The prevalence of psoriasis—which affects up to 4.7% of the population in the US and Canada and 2% of the world’s population—has shown there is a greater need for treatment. Perhaps more than the symptoms of the condition itself, the psychosocial effect of psoriasis can take a toll on a patient’s quality of life.2 It is then essential to alleviate the emotional burden of psoriasis by decreasing triggering factors and developing appropriate drug therapy combinations to induce longer bouts of remission.

Psoriasis lesions are caused by the immune system mistakenly reacting to internal or external triggers, producing abnormally high levels of T-cells, thus increasing the rate of cell proliferation. This chronic condition can be exacerbated by a variety of triggers ranging from trauma or infections to outside medications and psychological stress. Psoriasis, a systemic disease process, can even progress to psoriatic arthritis in up to 20-30% of patients.1

The disease progresses in two main phases, which include the initiation phase and plaque progression, and involve various classes of T-cells and their interactions with dendritic cells, neutrophils, and keratinocytes, which are also involved in innate immunity.

Psoriatic lesions, or plaques, have clearly defined edges and are made up of red, scaly areas which occur frequently on the scalp, elbows, and knees, and less frequently on the hands, nails, feet, and trunk of the body including the inter-gluteal fold. Occasionally, pustules can form.

Onset of psoriasis is shown to peak at 20-30 and 50-60 years of age but can appear for those at any stage of life—from infants to the elderly. Women typically experience symptoms at an earlier age than men,3-4 though both genders experience chronic symptoms and intermittent remissions. Psoriasis has shown to worsen other simultaneously occurring conditions, which makes the need for treatment and remission all the more urgent. Conditions compounded by psoriasis (and consequently leading to decreased quality of life) include autoimmune diseases (Crohn’s disease and ulcerative colitis), cardiovascular disease, metabolic syndrome, decreased 25-hydroxyvitamin D levels, depression/suicide, psychologic and emotional burden of disease.5

Below is a list of several triggering factors (both externally and systemic) that can exacerbate disease progression in genetically-predisposed individuals.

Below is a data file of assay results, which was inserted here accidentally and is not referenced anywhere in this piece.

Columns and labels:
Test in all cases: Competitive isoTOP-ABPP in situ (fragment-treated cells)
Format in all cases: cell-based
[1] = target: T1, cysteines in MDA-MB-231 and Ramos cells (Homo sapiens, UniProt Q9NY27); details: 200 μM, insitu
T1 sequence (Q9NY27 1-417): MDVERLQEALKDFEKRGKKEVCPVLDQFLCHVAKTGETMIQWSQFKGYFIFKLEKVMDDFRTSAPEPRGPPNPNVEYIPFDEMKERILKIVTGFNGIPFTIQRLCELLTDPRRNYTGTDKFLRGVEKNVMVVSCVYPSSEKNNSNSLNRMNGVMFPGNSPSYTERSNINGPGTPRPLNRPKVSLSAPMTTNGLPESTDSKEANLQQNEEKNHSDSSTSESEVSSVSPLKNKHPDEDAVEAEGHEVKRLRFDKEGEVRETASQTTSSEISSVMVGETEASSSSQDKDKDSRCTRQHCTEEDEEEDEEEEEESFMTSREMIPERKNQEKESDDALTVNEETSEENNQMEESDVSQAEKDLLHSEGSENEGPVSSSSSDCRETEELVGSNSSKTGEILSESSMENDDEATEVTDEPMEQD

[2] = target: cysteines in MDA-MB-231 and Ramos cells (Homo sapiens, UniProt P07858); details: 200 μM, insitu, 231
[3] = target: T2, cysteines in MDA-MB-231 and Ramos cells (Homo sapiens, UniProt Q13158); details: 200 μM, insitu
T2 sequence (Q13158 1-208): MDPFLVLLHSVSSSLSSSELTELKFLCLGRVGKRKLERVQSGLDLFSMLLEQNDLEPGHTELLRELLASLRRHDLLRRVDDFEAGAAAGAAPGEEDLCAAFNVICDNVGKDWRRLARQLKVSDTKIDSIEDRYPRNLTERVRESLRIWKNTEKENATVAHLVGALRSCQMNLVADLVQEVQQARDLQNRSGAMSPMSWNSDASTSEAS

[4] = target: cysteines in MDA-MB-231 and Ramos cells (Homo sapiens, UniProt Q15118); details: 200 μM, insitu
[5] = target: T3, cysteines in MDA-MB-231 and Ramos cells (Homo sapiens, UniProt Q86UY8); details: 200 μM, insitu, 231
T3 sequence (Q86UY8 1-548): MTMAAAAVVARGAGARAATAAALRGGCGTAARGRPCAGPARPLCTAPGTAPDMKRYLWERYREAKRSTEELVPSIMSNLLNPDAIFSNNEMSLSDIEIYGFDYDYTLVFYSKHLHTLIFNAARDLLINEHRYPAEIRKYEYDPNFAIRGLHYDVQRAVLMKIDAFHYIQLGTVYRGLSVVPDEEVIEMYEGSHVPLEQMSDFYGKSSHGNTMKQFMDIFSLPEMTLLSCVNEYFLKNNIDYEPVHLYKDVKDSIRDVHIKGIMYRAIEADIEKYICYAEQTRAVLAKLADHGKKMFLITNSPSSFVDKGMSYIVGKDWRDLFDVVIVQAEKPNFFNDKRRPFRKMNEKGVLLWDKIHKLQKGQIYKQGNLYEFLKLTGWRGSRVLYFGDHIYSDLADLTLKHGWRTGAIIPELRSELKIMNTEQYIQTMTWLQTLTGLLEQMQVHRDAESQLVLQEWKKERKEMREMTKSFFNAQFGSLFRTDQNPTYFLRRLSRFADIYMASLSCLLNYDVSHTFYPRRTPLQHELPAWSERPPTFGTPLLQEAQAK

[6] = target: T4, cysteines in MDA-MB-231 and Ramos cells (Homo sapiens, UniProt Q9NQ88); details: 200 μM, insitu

Triggering Factors5

Koebner Phenomenon and Local skin Triggers An externally triggering factor, the Koebner phenomenon has shown that injury to the skin barrier can elicit a psoriatic lesion. This local triggering can deem someone “Koebner-positive”. Other injuries such as sunburn, morbilliform drug eruption, and viral exanthem can elicit a response. Typically, the time from the point of trauma and appearance of skin lesion(s) is 2-6 weeks.
Infection The most common offenders of the induction of psoriasis are bacterial injections, namely Streptococcal infections of the pharyngitis type. In up to 45% of psoriatic patients, a provoking infection has been observed.

HIV infections are also known to aggravate psoriasis.

Endocrine Factors Hypocalcemia and pregnancy can be triggering factors for pustular psoriasis.
Psychogenic Stress In times of stress, elevated levels of cortisol are associated with initial and flares of those with existing psoriasis. In another study, worry and scratching also showed disease progression.
Drugs Drugs such as lithium, beta-blocking agents, antimalarials, and systemic steroids which are rapidly tapered or discontinued have evidence of worsening psoriasis.
Alcohol consumption, smoking, and obesity Decreasing alcohol consumption, smoking cessation, and weight loss have been shown to revert psoriasis prevalence in individuals back down to baseline levels versus those who partake.

Compounded Treatment Options

Because psoriasis is a chronic disease, treatment options tend toward longterm care. With this in mind, it is important to be aware of potential longterm side effects and compliance with medication regimens. Remission is the goal when treating psoriasis, often with strategies that break down into “clearing” and “maintenance” phases.

Patients with psoriasis covering more than 5% of their body need special treatment programs such as UVB and narrow-band UV-B light, oral retinoids and calcineurin inhibitors, TNF inhibitors and monoclonal antibodies.6

Besides avoiding triggering factors, reducing inflammation and slowing down excessive cell growth will involve the use of prescription topical medication (as long as the psoriasis does not cover more than 5% of the body). Topical corticosteroids like clobetasol or betamethasone, zinc, cyanocobalamin, retinoids,  immune system modulators, antimetabolites, and coal tar are some of the ingredients that can be compounded into products to combat psoriasis. Ask an Innovation Compounding pharmacisthow compounded products can help you manage your psoriasis!


  1. Nestlé FO, Kaplan DH, Barker J. Psoriasis. N Engl J Med 2009;361:496–509.
  2. Lebwohl MG, Bachelez H, Barker J, et al. Patient perspectives in the management of psoriasis: Results from the population-based Multinational Assessment of Psoriasis and Psoriatic Arthritis Survey. J Am Acad Dermatol 2014;70:871–81.
  3. Raychaudhuri SP, Gross J. A comparative study of pediatric onset psoriasis with adult onset psoriasis. Pediatr Dermatol 2000;17:174–8.
  4. Farber EM, Nall ML. The natural history of 5600 patients. Dermatologica 1974;148:1–18.
  5. Van de Kerhof PCM, Nestle FO. Psoriasis. Dermatology: Papulosquamous and Eczematous Dermatoses. Chapter 8. Pp;138-160
  6. Dermatology: Psoriasis and Other Papulosquamous Diseases. Chapter 8: pp 263-328


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